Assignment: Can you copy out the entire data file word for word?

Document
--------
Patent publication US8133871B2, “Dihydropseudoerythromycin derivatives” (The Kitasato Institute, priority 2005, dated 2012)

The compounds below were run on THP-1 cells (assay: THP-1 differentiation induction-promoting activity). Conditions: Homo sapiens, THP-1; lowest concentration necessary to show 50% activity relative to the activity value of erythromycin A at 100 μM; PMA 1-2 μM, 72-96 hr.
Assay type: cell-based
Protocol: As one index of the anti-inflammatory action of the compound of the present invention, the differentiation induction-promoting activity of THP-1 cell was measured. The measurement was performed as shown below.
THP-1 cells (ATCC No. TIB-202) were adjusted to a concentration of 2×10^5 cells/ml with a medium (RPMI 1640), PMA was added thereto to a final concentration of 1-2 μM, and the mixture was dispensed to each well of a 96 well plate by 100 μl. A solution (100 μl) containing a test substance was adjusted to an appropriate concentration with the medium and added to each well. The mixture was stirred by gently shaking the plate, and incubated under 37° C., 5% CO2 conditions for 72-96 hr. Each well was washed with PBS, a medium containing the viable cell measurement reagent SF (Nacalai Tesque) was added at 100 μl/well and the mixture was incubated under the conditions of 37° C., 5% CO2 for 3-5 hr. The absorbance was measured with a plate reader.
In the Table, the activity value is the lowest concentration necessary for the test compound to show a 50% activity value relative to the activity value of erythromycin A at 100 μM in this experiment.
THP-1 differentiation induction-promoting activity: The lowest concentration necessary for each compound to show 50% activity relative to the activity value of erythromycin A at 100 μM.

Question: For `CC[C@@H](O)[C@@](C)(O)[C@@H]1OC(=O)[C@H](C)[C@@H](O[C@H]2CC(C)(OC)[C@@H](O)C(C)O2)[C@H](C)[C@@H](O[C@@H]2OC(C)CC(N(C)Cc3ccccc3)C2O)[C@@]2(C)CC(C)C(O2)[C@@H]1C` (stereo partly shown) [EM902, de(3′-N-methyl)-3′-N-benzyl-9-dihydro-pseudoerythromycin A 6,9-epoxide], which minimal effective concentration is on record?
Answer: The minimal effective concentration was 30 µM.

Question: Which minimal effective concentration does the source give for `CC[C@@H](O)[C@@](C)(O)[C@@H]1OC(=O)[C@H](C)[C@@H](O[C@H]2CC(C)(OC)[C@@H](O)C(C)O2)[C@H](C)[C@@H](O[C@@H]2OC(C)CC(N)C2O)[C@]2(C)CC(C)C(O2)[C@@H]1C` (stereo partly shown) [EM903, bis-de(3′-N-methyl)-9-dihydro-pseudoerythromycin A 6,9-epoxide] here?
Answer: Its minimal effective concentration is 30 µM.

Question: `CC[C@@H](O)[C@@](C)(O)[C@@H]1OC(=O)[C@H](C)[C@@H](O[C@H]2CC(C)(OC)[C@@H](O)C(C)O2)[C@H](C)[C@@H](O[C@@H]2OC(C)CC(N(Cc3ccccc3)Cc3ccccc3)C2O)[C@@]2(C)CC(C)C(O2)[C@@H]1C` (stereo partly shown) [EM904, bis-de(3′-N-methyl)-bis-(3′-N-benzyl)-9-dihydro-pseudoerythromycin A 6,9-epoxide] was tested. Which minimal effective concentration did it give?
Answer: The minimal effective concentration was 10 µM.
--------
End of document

Patent publication US8133871B2, “Dihydropseudoerythromycin derivatives” (The Kitasato Institute, priority 2005, dated 2012)

The compounds below were run on THP-1 cells (assay: THP-1 differentiation induction-promoting activity). Conditions: Homo sapiens, THP-1; lowest concentration necessary to show 50% activity relative to the activity value of erythromycin A at 100 μM; PMA 1-2 μM, 72-96 hr.
Assay type: cell-based
Protocol: As one index of the anti-inflammatory action of the compound of the present invention, the differentiation induction-promoting activity of THP-1 cell was measured. The measurement was performed as shown below.
THP-1 cells (ATCC No. TIB-202) were adjusted to a concentration of 2×10^5 cells/ml with a medium (RPMI 1640), PMA was added thereto to a final concentration of 1-2 μM, and the mixture was dispensed to each well of a 96 well plate by 100 μl. A solution (100 μl) containing a test substance was adjusted to an appropriate concentration with the medium and added to each well. The mixture was stirred by gently shaking the plate, and incubated under 37° C., 5% CO2 conditions for 72-96 hr. Each well was washed with PBS, a medium containing the viable cell measurement reagent SF (Nacalai Tesque) was added at 100 μl/well and the mixture was incubated under the conditions of 37° C., 5% CO2 for 3-5 hr. The absorbance was measured with a plate reader.
In the Table, the activity value is the lowest concentration necessary for the test compound to show a 50% activity value relative to the activity value of erythromycin A at 100 μM in this experiment.
THP-1 differentiation induction-promoting activity: The lowest concentration necessary for each compound to show 50% activity relative to the activity value of erythromycin A at 100 μM.

Question: For `CC[C@@H](O)[C@@](C)(O)[C@@H]1OC(=O)[C@H](C)[C@@H](O[C@H]2CC(C)(OC)[C@@H](O)C(C)O2)[C@H](C)[C@@H](O[C@@H]2OC(C)CC(N(C)Cc3ccccc3)C2O)[C@@]2(C)CC(C)C(O2)[C@@H]1C` (stereo partly shown) [EM902, de(3′-N-methyl)-3′-N-benzyl-9-dihydro-pseudoerythromycin A 6,9-epoxide], which minimal effective concentration is on record?
Answer: The minimal effective concentration was 30 µM.

Question: Which minimal effective concentration does the source give for `CC[C@@H](O)[C@@](C)(O)[C@@H]1OC(=O)[C@H](C)[C@@H](O[C@H]2CC(C)(OC)[C@@H](O)C(C)O2)[C@H](C)[C@@H](O[C@@H]2OC(C)CC(N)C2O)[C@]2(C)CC(C)C(O2)[C@@H]1C` (stereo partly shown) [EM903, bis-de(3′-N-methyl)-9-dihydro-pseudoerythromycin A 6,9-epoxide] here?
Answer: Its minimal effective concentration is 30 µM.

Question: `CC[C@@H](O)[C@@](C)(O)[C@@H]1OC(=O)[C@H](C)[C@@H](O[C@H]2CC(C)(OC)[C@@H](O)C(C)O2)[C@H](C)[C@@H](O[C@@H]2OC(C)CC(N(Cc3ccccc3)Cc3ccccc3)C2O)[C@@]2(C)CC(C)C(O2)[C@@H]1C` (stereo partly shown) [EM904, bis-de(3′-N-methyl)-bis-(3′-N-benzyl)-9-dihydro-pseudoerythromycin A 6,9-epoxide] was tested. Which minimal effective concentration did it give?
Answer: The minimal effective concentration was 10 µM.